Extinction Day

 

I said I would not forget, and I want to write to you disembodied totem spirit of an ex thing that I probably dont believe in, because I want to bear witness, to envision the end of an existence.

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It was, of course, absurd. My friend reminded me of this as we waded out to a bench on the edge of a flooded pond carrying a paper replica island towards a herd of confused and curious swans.  How could it be otherwise?

Firstly death just is.  At an individual level – not in a jolly Halloween cartoon Grim Reaper way, but in a deep epistemological way. We humans can’t comprehend the absence of existence. And we dont like it. It unsettles us.

It is a further step to imagine the death of something that you dont know existed in the first place. That is a loss of opportunity. But also a leap into a gap which the imagination or unconsciousness might fill with projections. My own are of failing to protect something innocent and precious. Was that really you, Bramble Cay Melomys?

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I also spend time thinking about rats. Attentive readers will have noticed in the sister post how quickly I conflated the unknown extinct rodent  with the rats thatthe BBC is cheerleading to extinction.   The analogy becomes more problematic when we consider the survival of the  melomys, until climate change  finally did for it, occurred mainly because occasional human visitors to Bramble Cay had failed to bring with them the opportunistic and competing rodents which had caused the extinction of other ground-living island dwellers in the area. Real things are always fucking up our best metaphors. But still, as a familiar example of undervalued beings in our midst, rats work pretty well.  We are to be observed by several as we launch our craft.

Around the time of the commemoration I saw an artwork by Marcus Coates. Entitled Extinct Animals it is composed of plaster castes of the artists arms, hands or even fingers as he makes shadow figures of various extinct animals. Some of these are frankly very schematic, but that doesnt really affect the impact much. These creatures no longer cast a shadow, so..

I ve been drawn to Marcus’ work for several years and soon after I was able to see him talk about it. He described his fascination in embodying a message of communication of some kind  – and I ve noticed that this is often across  a barrier of some sort, of time, kind, language or even, and often, species. I’ve watched him being interviewed as a Blue Footed Booby on Galapagos TV, attend a community meeting in a condemned council block wearing a deer skull on his head before going into a shamanistic trance, choreograph a number of volunteers sitting in their cars living rooms and waiting rooms into a replica of the dawn chorus, and take a question from a man dying in a hospice on a journey to and from an ageing woman  in  a hut in the Peruvian Amazon. Here he is ,  encouraging a Canadian island community to apologise to the extinct great auks which used to live there.

None of these admirable projects look anything other than absurd. But they do encourage a way of connecting which is uncanny, disorientating and affecting. I think they tug around our felt senses.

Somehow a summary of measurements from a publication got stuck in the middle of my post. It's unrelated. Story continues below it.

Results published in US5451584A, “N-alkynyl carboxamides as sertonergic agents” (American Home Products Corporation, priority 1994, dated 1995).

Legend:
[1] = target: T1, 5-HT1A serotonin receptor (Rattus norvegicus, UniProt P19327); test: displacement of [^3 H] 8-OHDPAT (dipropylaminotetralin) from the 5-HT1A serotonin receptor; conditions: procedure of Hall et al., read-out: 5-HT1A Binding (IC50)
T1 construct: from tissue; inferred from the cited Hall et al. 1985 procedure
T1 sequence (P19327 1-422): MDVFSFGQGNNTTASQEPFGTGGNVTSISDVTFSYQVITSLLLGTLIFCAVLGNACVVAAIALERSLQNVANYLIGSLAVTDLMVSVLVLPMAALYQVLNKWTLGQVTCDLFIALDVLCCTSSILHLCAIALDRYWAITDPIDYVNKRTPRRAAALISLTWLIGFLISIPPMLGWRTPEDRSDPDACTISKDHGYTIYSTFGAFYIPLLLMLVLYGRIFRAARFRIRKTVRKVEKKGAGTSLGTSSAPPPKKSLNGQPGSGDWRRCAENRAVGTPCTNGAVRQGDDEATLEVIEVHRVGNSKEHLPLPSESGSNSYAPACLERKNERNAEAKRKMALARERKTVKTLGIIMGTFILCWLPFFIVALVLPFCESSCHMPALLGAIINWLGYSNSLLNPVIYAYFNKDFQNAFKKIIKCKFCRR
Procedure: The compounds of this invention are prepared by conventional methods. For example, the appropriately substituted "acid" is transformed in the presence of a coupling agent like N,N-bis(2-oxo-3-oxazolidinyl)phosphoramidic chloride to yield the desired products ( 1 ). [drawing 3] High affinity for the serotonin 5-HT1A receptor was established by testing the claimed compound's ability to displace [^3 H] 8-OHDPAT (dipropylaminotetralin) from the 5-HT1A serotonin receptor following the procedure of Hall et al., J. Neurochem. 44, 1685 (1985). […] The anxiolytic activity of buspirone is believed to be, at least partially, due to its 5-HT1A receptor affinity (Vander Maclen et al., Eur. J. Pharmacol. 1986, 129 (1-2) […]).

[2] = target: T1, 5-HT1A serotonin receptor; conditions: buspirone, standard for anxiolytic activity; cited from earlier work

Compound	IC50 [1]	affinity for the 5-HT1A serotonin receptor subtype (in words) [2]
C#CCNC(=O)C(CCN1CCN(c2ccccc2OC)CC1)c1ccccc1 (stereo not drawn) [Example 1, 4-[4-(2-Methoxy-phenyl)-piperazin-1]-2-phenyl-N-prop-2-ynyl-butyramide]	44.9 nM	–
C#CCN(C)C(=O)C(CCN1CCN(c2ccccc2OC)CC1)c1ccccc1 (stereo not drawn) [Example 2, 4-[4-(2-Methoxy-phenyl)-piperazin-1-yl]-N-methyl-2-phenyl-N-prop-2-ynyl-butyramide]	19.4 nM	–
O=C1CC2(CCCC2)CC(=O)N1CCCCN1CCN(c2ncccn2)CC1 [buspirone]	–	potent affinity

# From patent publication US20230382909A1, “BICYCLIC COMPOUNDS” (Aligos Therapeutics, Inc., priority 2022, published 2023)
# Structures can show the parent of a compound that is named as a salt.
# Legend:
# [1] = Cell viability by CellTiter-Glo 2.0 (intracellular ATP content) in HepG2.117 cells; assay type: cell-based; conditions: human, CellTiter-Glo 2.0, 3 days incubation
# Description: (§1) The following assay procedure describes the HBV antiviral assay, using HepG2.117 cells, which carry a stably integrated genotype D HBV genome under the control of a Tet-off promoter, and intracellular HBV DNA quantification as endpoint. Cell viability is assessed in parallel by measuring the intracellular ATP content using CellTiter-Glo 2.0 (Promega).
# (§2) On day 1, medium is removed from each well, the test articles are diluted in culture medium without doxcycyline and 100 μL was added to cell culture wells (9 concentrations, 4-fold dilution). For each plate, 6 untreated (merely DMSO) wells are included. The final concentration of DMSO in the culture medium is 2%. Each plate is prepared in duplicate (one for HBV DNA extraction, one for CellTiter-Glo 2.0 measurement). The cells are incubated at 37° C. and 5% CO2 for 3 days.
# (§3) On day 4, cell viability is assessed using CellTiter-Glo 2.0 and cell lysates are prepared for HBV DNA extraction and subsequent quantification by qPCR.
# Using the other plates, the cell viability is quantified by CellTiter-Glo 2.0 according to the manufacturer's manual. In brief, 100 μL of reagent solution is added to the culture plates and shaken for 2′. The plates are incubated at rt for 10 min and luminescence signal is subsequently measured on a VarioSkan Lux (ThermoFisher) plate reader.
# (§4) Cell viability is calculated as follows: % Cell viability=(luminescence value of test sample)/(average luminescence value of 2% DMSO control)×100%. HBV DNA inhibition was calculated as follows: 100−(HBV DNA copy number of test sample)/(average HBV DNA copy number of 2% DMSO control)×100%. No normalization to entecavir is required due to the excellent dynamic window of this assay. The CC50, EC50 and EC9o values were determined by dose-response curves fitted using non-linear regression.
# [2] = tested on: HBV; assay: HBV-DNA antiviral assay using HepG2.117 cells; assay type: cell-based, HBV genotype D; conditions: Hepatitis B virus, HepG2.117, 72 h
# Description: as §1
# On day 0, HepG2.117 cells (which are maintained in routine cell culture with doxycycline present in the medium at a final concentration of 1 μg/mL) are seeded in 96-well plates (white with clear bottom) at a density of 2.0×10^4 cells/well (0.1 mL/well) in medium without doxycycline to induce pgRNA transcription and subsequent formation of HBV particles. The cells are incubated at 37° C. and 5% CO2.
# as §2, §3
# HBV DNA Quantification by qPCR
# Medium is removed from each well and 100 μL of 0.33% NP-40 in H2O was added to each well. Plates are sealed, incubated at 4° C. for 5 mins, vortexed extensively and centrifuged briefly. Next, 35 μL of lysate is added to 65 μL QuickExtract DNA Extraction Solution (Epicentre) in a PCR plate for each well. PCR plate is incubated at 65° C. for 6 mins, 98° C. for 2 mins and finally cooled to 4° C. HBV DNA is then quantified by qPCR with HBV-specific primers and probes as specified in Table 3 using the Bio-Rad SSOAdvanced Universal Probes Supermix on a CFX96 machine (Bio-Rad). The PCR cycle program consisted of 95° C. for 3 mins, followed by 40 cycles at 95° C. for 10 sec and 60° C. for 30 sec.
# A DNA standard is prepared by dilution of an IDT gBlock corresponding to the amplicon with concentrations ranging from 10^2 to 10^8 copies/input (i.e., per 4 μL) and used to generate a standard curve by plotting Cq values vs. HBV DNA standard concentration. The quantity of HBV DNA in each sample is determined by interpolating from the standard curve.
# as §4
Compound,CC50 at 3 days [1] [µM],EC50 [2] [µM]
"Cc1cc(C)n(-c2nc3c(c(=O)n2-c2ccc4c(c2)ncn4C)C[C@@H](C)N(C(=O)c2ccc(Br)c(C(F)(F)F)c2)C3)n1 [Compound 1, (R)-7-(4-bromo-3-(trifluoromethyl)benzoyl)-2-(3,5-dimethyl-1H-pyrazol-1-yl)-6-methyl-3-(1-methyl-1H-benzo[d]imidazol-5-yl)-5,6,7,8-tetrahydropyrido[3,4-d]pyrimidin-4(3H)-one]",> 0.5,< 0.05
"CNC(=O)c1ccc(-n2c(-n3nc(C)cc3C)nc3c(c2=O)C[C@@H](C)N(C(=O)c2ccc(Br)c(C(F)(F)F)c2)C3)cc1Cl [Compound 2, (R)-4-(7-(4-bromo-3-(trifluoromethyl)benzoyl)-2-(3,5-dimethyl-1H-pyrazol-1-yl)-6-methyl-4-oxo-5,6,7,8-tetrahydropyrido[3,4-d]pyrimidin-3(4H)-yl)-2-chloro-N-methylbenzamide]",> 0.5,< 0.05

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Within the growing field of climate psychology is a recognition that our response to the evidence of climate change is also necessarily un-canny, and will feel at least some part absurd.

We have the notion that Tim Morton draws from object-orientated ontology of the ‘strange stranger’, the thing that we can only encounter in a phenomenological way without prejudice or preconception, and the hyperobjects he develops from that way of thinking ( I d suggest that extinction is another hyperobject that is  spreading through us at the moment, like a lump of indissolvable plastic).  In the more cautious and classical philosophical position laid out by Jonathan Lear in Radical Hope,

We do not have to agree with Plato that there is a transcendent source of goodness – that is a source of goodness that transcends the world – to think that the goodness of the world transcends our finite powers to grasp it. The emphasis here is not on some mysterious source of goodness, but on the limited nature of our finite conceptual resources. This I think most readers will agree, is an appropriate response for finite creatures like ourselves. Indeed, it seems oddly inappropriate – lacking in understanding of oneself as a finite creature- to think that what is good about the world is exhausted by our current understanding of it. Even the most strenously secular readers ought to be willing to accept this form of transcendence  (pp.121-2, 2006)

Lear’s ‘hero’ ( I think that is fair) ,the Crow chief Plenty Coups , uses a dream he has interpreted, to suggest that his tribe should give up their traditional virtues, and find an accomodation with the crushing forces of American colonisation, which would ( and indeed did) allow them to retain their identity and integrity.  His message, however, is that in a situation when our known virtues clearly no longer protect us we must search beyond.